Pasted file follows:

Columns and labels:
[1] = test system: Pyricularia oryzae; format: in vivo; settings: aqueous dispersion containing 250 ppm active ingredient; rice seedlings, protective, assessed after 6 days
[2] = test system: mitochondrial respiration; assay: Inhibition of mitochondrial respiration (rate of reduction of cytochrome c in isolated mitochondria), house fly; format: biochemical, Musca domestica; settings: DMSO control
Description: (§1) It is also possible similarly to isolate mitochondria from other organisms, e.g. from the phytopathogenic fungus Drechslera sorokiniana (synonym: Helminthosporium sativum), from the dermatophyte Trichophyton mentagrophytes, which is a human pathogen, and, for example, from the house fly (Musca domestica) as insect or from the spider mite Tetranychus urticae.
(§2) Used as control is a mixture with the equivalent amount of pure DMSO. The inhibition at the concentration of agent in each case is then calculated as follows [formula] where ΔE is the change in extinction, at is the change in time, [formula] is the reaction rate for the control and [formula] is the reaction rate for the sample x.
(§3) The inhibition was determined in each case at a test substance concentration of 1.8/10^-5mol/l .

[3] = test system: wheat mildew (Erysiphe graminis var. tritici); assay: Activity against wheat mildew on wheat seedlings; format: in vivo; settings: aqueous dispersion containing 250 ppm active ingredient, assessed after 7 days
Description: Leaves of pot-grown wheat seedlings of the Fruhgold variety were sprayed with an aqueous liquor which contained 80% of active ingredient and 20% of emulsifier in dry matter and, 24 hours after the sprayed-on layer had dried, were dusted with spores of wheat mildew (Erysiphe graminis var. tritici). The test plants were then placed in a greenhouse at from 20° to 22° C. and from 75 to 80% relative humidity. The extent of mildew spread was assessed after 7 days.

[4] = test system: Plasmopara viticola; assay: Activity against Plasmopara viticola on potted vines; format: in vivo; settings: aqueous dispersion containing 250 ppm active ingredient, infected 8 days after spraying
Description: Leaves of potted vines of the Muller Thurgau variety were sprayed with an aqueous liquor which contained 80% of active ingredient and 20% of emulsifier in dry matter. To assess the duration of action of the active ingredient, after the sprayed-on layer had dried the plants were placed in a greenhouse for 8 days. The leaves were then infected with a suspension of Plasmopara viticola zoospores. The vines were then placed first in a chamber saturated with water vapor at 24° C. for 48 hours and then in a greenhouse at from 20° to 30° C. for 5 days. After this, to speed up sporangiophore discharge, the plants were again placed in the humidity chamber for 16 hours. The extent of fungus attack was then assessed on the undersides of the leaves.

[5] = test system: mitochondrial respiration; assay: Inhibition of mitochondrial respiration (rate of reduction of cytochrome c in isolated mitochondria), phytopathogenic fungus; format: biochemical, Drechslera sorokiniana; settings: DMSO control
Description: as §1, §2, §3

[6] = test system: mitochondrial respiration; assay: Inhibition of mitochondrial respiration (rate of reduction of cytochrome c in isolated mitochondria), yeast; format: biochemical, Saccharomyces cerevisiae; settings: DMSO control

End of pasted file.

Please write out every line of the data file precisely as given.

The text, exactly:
Columns and labels:
[1] = test system: Pyricularia oryzae; format: in vivo; settings: aqueous dispersion containing 250 ppm active ingredient; rice seedlings, protective, assessed after 6 days
[2] = test system: mitochondrial respiration; assay: Inhibition of mitochondrial respiration (rate of reduction of cytochrome c in isolated mitochondria), house fly; format: biochemical, Musca domestica; settings: DMSO control
Description: (§1) It is also possible similarly to isolate mitochondria from other organisms, e.g. from the phytopathogenic fungus Drechslera sorokiniana (synonym: Helminthosporium sativum), from the dermatophyte Trichophyton mentagrophytes, which is a human pathogen, and, for example, from the house fly (Musca domestica) as insect or from the spider mite Tetranychus urticae.
(§2) Used as control is a mixture with the equivalent amount of pure DMSO. The inhibition at the concentration of agent in each case is then calculated as follows [formula] where ΔE is the change in extinction, at is the change in time, [formula] is the reaction rate for the control and [formula] is the reaction rate for the sample x.
(§3) The inhibition was determined in each case at a test substance concentration of 1.8/10^-5mol/l .

[3] = test system: wheat mildew (Erysiphe graminis var. tritici); assay: Activity against wheat mildew on wheat seedlings; format: in vivo; settings: aqueous dispersion containing 250 ppm active ingredient, assessed after 7 days
Description: Leaves of pot-grown wheat seedlings of the Fruhgold variety were sprayed with an aqueous liquor which contained 80% of active ingredient and 20% of emulsifier in dry matter and, 24 hours after the sprayed-on layer had dried, were dusted with spores of wheat mildew (Erysiphe graminis var. tritici). The test plants were then placed in a greenhouse at from 20° to 22° C. and from 75 to 80% relative humidity. The extent of mildew spread was assessed after 7 days.

[4] = test system: Plasmopara viticola; assay: Activity against Plasmopara viticola on potted vines; format: in vivo; settings: aqueous dispersion containing 250 ppm active ingredient, infected 8 days after spraying
Description: Leaves of potted vines of the Muller Thurgau variety were sprayed with an aqueous liquor which contained 80% of active ingredient and 20% of emulsifier in dry matter. To assess the duration of action of the active ingredient, after the sprayed-on layer had dried the plants were placed in a greenhouse for 8 days. The leaves were then infected with a suspension of Plasmopara viticola zoospores. The vines were then placed first in a chamber saturated with water vapor at 24° C. for 48 hours and then in a greenhouse at from 20° to 30° C. for 5 days. After this, to speed up sporangiophore discharge, the plants were again placed in the humidity chamber for 16 hours. The extent of fungus attack was then assessed on the undersides of the leaves.

[5] = test system: mitochondrial respiration; assay: Inhibition of mitochondrial respiration (rate of reduction of cytochrome c in isolated mitochondria), phytopathogenic fungus; format: biochemical, Drechslera sorokiniana; settings: DMSO control
Description: as §1, §2, §3

[6] = test system: mitochondrial respiration; assay: Inhibition of mitochondrial respiration (rate of reduction of cytochrome c in isolated mitochondria), yeast; format: biochemical, Saccharomyces cerevisiae; settings: DMSO control